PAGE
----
Prof Enrico Coen
Cell and Developmental Biology
Enrico’s research investigates how complex shapes and patterns are produced in plants through genetic and developmental control.
Enrico uses the model plants Antirrhinum, Utricularia and Arabidopsis to investigate flower and leaf growth.
Enrico is interested in shape and pattern, from the cellular to evolutionary level, and uses microscopy, genomics and mathematical modelling techniques to generate broadly applicable mechanisms of development, adaptation and speciation in Antirrhinum.
- Control of plant growth to provide complex patterns and shapes
- Genetic and developmental control of plant development
- Experimental and theoretical approaches to understanding plant fitness and evolution
How do small groups of cells in microscopic buds turn themselves into the diverse flower and leaf shapes we see around us?
To answer this question we need to know how genes and growth interact to create tissue shapes during development, and how this process varies to produce such a remarkable range of forms.
Enrico's group use a highly integrative approach that combines molecular, genetic, imaging, population, ecological and computational approaches to address this problem, applying them to model systems such as Arabidopsis and Antirrhinum.
Through collaborations with Andrew Bangham, Veronica Grieneisen and Stan Marée, they have been able to arrive at mechanistic models for how complex tissue shapes may be generated through combinatorial interactions between genes, polarity and local growth properties.
The group also collaborate with population geneticist Nick Barton to understand the evolution of complex traits in natural populations and species of Antirrhinum.
How Snapdragons keep their colour: signposting trick reveals evolutionary mechanismread more
Seeing the bigger picture: imaging technique widens our view on the inner worlds of plants and their guestsread more
Development 140 p2061-74
Publisher’s version: 10.1242/dev.062984
PLoS Biology 11 pe1001550
Publisher’s version: 10.1371/journal.pbio.1001550
Science 335 p1092-6
Publisher’s version: 10.1126/science.1214678
Science 333 p1436-1440
Development (Cambridge, England) 144 p4203-4213
Publisher’s version: 10.1242/dev.151910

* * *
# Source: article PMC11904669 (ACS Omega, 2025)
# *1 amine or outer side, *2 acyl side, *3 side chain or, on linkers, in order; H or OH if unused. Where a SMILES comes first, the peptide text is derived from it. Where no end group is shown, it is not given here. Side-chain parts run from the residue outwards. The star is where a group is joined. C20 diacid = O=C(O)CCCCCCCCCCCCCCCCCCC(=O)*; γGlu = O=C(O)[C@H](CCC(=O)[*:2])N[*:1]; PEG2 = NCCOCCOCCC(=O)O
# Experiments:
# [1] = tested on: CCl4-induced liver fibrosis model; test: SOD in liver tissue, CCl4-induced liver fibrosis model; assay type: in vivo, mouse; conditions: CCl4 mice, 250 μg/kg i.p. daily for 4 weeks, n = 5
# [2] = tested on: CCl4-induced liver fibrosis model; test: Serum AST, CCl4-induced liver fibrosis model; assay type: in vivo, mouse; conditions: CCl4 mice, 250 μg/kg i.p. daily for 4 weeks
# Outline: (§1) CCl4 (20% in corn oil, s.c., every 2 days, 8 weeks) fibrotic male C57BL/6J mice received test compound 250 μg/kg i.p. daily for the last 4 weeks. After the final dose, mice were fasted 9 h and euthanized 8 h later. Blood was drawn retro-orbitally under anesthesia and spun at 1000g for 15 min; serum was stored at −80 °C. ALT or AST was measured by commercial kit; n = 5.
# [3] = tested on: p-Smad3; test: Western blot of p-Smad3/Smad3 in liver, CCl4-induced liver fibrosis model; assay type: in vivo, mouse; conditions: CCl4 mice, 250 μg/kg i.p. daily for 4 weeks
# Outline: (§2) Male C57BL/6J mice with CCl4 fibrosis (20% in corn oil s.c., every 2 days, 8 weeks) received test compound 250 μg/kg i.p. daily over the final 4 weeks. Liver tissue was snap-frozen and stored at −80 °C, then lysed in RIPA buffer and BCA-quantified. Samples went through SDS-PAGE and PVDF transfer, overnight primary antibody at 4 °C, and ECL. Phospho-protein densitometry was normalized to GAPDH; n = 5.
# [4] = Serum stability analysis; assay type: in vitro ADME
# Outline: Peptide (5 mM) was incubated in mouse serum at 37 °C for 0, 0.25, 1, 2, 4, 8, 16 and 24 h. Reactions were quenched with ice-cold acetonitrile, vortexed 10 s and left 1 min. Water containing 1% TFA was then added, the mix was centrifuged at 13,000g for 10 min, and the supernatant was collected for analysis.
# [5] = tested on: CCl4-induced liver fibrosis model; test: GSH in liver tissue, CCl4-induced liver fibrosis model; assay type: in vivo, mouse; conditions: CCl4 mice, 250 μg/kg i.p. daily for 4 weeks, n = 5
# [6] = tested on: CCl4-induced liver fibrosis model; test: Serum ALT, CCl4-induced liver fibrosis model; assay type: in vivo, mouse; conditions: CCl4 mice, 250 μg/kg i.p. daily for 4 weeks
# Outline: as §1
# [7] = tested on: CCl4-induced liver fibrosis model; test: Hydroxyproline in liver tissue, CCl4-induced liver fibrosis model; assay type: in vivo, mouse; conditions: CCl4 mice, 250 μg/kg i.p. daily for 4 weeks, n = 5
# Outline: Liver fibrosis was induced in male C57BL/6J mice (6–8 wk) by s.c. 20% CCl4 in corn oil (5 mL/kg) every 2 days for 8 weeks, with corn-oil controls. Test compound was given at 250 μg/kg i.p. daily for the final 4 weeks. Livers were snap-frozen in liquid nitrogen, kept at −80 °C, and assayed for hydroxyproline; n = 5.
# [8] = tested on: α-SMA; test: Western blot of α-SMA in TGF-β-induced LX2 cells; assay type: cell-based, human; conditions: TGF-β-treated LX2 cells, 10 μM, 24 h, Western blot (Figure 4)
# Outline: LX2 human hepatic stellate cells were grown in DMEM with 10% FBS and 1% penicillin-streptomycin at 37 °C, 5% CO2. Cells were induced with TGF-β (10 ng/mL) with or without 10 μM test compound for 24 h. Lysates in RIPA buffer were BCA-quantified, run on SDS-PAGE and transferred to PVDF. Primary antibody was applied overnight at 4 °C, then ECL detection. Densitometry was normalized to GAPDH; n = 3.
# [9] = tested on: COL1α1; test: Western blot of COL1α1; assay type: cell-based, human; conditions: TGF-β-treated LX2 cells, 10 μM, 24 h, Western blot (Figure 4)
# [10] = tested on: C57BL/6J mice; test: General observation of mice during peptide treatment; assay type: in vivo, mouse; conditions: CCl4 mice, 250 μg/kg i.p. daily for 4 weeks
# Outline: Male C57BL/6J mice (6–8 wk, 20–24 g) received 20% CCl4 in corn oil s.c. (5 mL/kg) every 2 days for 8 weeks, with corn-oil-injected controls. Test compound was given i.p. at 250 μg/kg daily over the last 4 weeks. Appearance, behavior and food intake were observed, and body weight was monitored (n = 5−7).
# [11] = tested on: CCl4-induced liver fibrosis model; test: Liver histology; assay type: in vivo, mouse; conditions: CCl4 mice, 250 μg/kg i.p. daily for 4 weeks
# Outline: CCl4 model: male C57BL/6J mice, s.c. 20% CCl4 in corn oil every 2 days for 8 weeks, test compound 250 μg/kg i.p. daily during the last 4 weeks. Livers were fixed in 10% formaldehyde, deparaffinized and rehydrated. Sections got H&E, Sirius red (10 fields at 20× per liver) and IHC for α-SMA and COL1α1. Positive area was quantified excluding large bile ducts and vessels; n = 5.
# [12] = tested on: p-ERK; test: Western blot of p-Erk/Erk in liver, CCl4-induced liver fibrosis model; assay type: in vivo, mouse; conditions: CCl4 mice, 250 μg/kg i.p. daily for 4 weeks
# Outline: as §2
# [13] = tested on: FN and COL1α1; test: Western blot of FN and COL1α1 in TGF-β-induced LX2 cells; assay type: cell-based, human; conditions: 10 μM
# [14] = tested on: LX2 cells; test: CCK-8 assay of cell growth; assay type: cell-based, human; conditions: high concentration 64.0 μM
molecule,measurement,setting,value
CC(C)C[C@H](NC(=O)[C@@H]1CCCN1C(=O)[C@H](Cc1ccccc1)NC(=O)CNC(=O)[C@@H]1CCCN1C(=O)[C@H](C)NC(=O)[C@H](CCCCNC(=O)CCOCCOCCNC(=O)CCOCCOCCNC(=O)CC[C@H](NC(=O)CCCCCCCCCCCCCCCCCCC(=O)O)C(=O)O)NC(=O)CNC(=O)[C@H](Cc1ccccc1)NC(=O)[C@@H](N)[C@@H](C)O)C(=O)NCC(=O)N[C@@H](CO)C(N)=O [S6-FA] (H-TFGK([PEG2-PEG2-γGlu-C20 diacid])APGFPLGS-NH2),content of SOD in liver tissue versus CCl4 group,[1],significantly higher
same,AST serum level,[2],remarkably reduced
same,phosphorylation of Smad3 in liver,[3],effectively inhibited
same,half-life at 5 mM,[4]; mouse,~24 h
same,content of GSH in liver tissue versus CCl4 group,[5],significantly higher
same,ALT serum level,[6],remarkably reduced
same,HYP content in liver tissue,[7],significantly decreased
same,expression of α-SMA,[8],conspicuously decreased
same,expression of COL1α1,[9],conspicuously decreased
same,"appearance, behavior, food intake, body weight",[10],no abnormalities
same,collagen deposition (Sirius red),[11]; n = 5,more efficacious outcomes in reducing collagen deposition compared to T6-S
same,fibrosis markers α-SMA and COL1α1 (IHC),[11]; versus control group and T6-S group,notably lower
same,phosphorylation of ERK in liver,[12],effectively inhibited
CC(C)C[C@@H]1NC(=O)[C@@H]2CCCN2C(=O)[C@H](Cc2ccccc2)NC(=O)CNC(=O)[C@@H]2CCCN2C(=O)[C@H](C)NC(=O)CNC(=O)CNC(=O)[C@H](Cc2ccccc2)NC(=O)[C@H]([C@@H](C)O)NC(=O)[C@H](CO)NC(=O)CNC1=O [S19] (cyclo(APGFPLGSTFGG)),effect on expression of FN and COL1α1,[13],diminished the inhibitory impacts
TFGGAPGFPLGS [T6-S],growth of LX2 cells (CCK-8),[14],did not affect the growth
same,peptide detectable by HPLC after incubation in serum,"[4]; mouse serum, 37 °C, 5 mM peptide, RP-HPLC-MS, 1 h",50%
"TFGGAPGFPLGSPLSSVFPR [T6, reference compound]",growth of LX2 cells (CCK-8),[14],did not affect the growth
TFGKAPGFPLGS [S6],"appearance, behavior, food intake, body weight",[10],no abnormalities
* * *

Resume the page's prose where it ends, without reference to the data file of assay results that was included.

Science 358 p925-928
Publisher’s version: 10.1126/science.aao3526
A predictive model of asymmetric morphogenesis from 3D reconstructions of mouse heart looping dynamics.
Publisher’s version: 10.7554/eLife.28951
Current Biology 27 p2610-2622.e3
Publisher’s version: 10.1016/j.cub.2017.07.064
Current Biology 27 pR910-R918
Publisher’s version: 10.1016/j.cub.2017.05.079
- Catherine Mansfield Postgraduate Student
- Dr Christopher Whitewoods Postdoctoral Scientist
- Dr Annabel Whibley Postdoctoral Scientist
- Xana Verweij Postdoctoral Scientist
- Dr Paul Southam Postdoctoral Scientist
- Annis Richardson Postgraduate Student
- Dr Jake Newman Postdoctoral Scientist
- Karen Lee Research Assistant
- Richard Kennaway Senior Scientist
- Samantha Fox Research Assistant
- Mabon Elis Postgraduate Student
- Lucy Copsey Research Assistant
- Dr Des Bradley Research Assistant
- Alice Dore Lab Attendant
Awarded the chance to exhibit research to the public at the 2016 Royal Society Summer Science Exhibition
Waddington Medal, British Society for Developmental Biology, 2016
Croonian Medal, Royal Society, 2015
European Molecular Biology Organisation Young Investigator committee member, 2015-18
Elected President of the Genetics Society, 2012
Darwin Medal, 2004
Commander of the British Empire, 2003
Foreign Associate of the US National Academy of Science, 2001
Fellow of the Royal Society, 1998
Linnean Gold Medal, 1997
European Molecular Biology Organisation Medal, 1996
Science for Art Prize, LVMH Moet Hennessy, France, 1996
Elected Member of the European Molecular Biology Organisation, 1991
For media enquiries, contact the John Innes Centre communications team 01603 450962, firstname.lastname@example.org